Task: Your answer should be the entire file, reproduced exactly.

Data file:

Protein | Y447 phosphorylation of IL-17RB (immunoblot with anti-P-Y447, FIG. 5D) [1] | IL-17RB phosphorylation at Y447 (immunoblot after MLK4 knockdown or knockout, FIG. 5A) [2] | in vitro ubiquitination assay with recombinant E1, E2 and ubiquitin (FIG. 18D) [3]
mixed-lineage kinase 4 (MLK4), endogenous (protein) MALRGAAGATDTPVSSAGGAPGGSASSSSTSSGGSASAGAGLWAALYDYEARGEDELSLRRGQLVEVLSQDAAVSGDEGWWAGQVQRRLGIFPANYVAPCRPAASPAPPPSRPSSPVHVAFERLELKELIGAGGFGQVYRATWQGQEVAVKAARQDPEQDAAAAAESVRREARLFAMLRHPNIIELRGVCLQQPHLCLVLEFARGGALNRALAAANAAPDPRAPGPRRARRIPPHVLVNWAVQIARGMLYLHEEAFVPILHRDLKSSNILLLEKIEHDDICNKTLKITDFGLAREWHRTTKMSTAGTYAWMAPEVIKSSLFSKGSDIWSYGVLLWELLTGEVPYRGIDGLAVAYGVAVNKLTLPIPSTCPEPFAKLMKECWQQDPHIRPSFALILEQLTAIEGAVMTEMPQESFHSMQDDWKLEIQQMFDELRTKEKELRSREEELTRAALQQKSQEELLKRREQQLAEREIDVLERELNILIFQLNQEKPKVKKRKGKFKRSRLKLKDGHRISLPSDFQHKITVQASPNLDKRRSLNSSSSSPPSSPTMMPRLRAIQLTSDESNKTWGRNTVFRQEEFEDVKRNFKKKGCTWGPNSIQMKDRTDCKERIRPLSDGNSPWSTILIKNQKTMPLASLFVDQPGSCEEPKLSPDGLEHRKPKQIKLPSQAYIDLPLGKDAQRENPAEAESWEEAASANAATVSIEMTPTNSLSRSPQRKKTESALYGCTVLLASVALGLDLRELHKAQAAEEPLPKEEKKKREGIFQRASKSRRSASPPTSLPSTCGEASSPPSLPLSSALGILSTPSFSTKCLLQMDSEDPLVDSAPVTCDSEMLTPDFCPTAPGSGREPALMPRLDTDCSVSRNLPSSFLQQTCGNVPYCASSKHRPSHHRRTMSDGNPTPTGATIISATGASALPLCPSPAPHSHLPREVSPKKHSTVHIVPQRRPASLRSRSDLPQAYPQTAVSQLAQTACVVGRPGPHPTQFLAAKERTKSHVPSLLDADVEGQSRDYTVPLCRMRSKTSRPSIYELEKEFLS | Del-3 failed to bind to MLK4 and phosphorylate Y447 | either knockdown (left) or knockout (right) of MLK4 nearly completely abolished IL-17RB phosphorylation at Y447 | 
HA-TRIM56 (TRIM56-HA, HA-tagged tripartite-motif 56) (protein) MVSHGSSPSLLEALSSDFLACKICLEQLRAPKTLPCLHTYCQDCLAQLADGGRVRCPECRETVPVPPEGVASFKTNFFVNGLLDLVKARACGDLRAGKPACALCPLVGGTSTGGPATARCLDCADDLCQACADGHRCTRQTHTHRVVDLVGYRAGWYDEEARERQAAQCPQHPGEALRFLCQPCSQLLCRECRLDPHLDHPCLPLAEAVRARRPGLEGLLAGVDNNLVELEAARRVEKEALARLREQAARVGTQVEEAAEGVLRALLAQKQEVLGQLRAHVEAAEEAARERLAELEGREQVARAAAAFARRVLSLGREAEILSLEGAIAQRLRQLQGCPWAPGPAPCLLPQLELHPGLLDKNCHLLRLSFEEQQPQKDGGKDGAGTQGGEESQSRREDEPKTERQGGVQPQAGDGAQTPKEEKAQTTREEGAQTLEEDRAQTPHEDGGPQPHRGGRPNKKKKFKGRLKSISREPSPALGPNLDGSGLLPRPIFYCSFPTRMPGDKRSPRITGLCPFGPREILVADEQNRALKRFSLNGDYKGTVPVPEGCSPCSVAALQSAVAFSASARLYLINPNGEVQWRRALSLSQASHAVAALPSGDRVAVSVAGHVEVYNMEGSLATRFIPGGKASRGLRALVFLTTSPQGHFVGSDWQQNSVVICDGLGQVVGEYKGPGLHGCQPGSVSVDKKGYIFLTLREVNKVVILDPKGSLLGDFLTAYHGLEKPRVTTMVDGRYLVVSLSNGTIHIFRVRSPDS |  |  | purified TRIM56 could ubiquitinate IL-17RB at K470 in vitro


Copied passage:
Protein | Y447 phosphorylation of IL-17RB (immunoblot with anti-P-Y447, FIG. 5D) [1] | IL-17RB phosphorylation at Y447 (immunoblot after MLK4 knockdown or knockout, FIG. 5A) [2] | in vitro ubiquitination assay with recombinant E1, E2 and ubiquitin (FIG. 18D) [3]
mixed-lineage kinase 4 (MLK4), endogenous (protein) MALRGAAGATDTPVSSAGGAPGGSASSSSTSSGGSASAGAGLWAALYDYEARGEDELSLRRGQLVEVLSQDAAVSGDEGWWAGQVQRRLGIFPANYVAPCRPAASPAPPPSRPSSPVHVAFERLELKELIGAGGFGQVYRATWQGQEVAVKAARQDPEQDAAAAAESVRREARLFAMLRHPNIIELRGVCLQQPHLCLVLEFARGGALNRALAAANAAPDPRAPGPRRARRIPPHVLVNWAVQIARGMLYLHEEAFVPILHRDLKSSNILLLEKIEHDDICNKTLKITDFGLAREWHRTTKMSTAGTYAWMAPEVIKSSLFSKGSDIWSYGVLLWELLTGEVPYRGIDGLAVAYGVAVNKLTLPIPSTCPEPFAKLMKECWQQDPHIRPSFALILEQLTAIEGAVMTEMPQESFHSMQDDWKLEIQQMFDELRTKEKELRSREEELTRAALQQKSQEELLKRREQQLAEREIDVLERELNILIFQLNQEKPKVKKRKGKFKRSRLKLKDGHRISLPSDFQHKITVQASPNLDKRRSLNSSSSSPPSSPTMMPRLRAIQLTSDESNKTWGRNTVFRQEEFEDVKRNFKKKGCTWGPNSIQMKDRTDCKERIRPLSDGNSPWSTILIKNQKTMPLASLFVDQPGSCEEPKLSPDGLEHRKPKQIKLPSQAYIDLPLGKDAQRENPAEAESWEEAASANAATVSIEMTPTNSLSRSPQRKKTESALYGCTVLLASVALGLDLRELHKAQAAEEPLPKEEKKKREGIFQRASKSRRSASPPTSLPSTCGEASSPPSLPLSSALGILSTPSFSTKCLLQMDSEDPLVDSAPVTCDSEMLTPDFCPTAPGSGREPALMPRLDTDCSVSRNLPSSFLQQTCGNVPYCASSKHRPSHHRRTMSDGNPTPTGATIISATGASALPLCPSPAPHSHLPREVSPKKHSTVHIVPQRRPASLRSRSDLPQAYPQTAVSQLAQTACVVGRPGPHPTQFLAAKERTKSHVPSLLDADVEGQSRDYTVPLCRMRSKTSRPSIYELEKEFLS | Del-3 failed to bind to MLK4 and phosphorylate Y447 | either knockdown (left) or knockout (right) of MLK4 nearly completely abolished IL-17RB phosphorylation at Y447 | 
HA-TRIM56 (TRIM56-HA, HA-tagged tripartite-motif 56) (protein) MVSHGSSPSLLEALSSDFLACKICLEQLRAPKTLPCLHTYCQDCLAQLADGGRVRCPECRETVPVPPEGVASFKTNFFVNGLLDLVKARACGDLRAGKPACALCPLVGGTSTGGPATARCLDCADDLCQACADGHRCTRQTHTHRVVDLVGYRAGWYDEEARERQAAQCPQHPGEALRFLCQPCSQLLCRECRLDPHLDHPCLPLAEAVRARRPGLEGLLAGVDNNLVELEAARRVEKEALARLREQAARVGTQVEEAAEGVLRALLAQKQEVLGQLRAHVEAAEEAARERLAELEGREQVARAAAAFARRVLSLGREAEILSLEGAIAQRLRQLQGCPWAPGPAPCLLPQLELHPGLLDKNCHLLRLSFEEQQPQKDGGKDGAGTQGGEESQSRREDEPKTERQGGVQPQAGDGAQTPKEEKAQTTREEGAQTLEEDRAQTPHEDGGPQPHRGGRPNKKKKFKGRLKSISREPSPALGPNLDGSGLLPRPIFYCSFPTRMPGDKRSPRITGLCPFGPREILVADEQNRALKRFSLNGDYKGTVPVPEGCSPCSVAALQSAVAFSASARLYLINPNGEVQWRRALSLSQASHAVAALPSGDRVAVSVAGHVEVYNMEGSLATRFIPGGKASRGLRALVFLTTSPQGHFVGSDWQQNSVVICDGLGQVVGEYKGPGLHGCQPGSVSVDKKGYIFLTLREVNKVVILDPKGSLLGDFLTAYHGLEKPRVTTMVDGRYLVVSLSNGTIHIFRVRSPDS |  |  | purified TRIM56 could ubiquitinate IL-17RB at K470 in vitro